An Interview About Sexism And Sexual Harassment At Concerts

If you have been following rock music news recently, you’ll have found it impossible to miss punk band The Dickies’ abusive rant at a women in the audience of one of their shows on the Warped Tour. If you haven’t, I’d advise you not to look for it, unless you have the desire to get really angry, really quickly. Many people have come out to defend the band, but let me make this clear to you. What the band did was unacceptable, and anyone defending them or what they did should frankly be ashamed of themselves. The band were immediately banned from performing at the Warped Tour, and rightly so. No one should have to endure this level of sexism at a show, but sadly, it happens more than you’d think. This chain of events got me thinking about the problem of sexism and sexual harassment at concerts though, and I got to writing a post about it, but it quickly struck me that I was completely unqualified to talk about this, having never been a woman at a concert. However, I know many people who have, and have reached out to someone who has been to many concerts over the course of her life to get her perspective on the matter:

After watching the video of The Dickies’ abusive rant at a woman in the crowd, what are your reactions?

‘Firstly, I think it’s completely unacceptable. I believe that they were reacting to a sign that read ‘Punk Shouldn’t Be Predatory’. The thing is, nowhere should be predatory! I don’t know why anyone would be bothered by that. A lot of fans have defended them, going on about people being ‘triggered PC lefties’ who need ‘safe spaces’. The fact is, if you’re the one who has to go on an abusive disgusting rant like this over one sign, maybe you’re the one that needs the ‘safe space’. People have also been calling this ‘real punk’, but I’ve always seen punk as fairly progressive. It’s certainly never claimed to be misogynistic. I think it’s awful that men there are laughing along; it’s never acceptable to say things like that to a woman, or anyone in general. You don’t need to be a feminist to see this man has no respect for women, and I think the reason he got so defensive is that he saw a bit of truth in the sign.’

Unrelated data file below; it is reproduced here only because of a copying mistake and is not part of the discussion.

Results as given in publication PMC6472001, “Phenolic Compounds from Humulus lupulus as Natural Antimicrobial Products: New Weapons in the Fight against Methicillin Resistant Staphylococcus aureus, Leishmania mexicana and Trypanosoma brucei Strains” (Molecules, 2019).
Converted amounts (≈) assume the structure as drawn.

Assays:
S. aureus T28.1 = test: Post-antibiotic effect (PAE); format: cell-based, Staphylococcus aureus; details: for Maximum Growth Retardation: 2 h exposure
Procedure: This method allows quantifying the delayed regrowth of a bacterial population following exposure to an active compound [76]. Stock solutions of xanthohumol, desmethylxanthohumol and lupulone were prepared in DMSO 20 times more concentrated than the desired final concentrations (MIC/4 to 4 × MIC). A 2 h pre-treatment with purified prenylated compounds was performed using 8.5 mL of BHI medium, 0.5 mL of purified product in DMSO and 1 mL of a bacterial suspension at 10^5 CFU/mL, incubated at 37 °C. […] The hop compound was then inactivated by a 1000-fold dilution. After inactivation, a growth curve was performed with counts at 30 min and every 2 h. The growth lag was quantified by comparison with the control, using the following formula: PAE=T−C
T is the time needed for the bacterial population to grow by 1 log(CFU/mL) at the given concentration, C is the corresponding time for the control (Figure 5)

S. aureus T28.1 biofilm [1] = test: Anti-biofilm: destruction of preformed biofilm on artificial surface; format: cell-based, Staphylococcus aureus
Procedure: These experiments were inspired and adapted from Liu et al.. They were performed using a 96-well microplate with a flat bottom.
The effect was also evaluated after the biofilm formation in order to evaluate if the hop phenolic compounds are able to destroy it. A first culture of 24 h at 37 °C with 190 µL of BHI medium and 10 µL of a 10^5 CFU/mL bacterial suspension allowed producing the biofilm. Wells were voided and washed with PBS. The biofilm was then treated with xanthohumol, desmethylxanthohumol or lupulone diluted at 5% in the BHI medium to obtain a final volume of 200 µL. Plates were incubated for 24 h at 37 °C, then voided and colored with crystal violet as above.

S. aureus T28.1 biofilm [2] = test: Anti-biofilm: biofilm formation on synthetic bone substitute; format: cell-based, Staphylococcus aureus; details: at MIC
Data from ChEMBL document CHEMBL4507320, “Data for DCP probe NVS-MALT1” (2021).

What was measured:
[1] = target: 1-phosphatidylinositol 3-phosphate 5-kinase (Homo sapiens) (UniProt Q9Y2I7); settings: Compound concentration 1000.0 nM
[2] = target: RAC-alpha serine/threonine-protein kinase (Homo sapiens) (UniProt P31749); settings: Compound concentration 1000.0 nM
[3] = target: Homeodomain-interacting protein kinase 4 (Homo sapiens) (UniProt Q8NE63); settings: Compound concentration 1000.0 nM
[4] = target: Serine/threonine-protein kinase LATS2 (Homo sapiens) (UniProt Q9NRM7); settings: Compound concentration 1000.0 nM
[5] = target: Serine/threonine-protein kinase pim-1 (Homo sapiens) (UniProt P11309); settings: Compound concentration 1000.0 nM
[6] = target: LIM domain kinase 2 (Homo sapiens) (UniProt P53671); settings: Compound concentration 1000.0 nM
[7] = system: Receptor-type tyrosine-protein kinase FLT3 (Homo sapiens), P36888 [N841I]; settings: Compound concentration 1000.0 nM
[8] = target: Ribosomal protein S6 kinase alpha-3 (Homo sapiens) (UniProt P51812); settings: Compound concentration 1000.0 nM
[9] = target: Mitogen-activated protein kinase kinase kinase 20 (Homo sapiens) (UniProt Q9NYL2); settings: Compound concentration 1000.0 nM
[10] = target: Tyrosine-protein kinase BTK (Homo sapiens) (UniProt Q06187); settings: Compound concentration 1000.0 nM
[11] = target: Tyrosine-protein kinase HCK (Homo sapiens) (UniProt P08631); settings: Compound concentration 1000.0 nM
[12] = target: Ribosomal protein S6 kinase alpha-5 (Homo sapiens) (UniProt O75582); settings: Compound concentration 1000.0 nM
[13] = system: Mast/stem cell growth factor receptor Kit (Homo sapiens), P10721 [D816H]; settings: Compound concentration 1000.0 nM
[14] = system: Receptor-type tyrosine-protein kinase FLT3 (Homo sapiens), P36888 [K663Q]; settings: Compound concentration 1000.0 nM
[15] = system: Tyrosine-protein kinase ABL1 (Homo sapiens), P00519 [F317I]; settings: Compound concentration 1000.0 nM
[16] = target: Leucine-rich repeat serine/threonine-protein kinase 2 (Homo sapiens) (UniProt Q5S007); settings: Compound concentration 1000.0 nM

How big a problem do you think sexual harassment is at concerts?

‘I think it’s much more of a problem than people think. A lot of people have brushed it under the rug since it wasn’t really their main focus that night – they were there to see a band after all. The reality of the situation is that most women either have been or know someone who’s been harassed at concert. It seems almost too normal since the possibility is always there for a woman to be harassed, and with concerts being such a crowded environment, it’s easy to do. I think the targets are mostly teenage girls that are there on their own. They’re seen as an easy and vulnerable target.’

Do you have any personal experiences or stories of sexual harassment at concerts?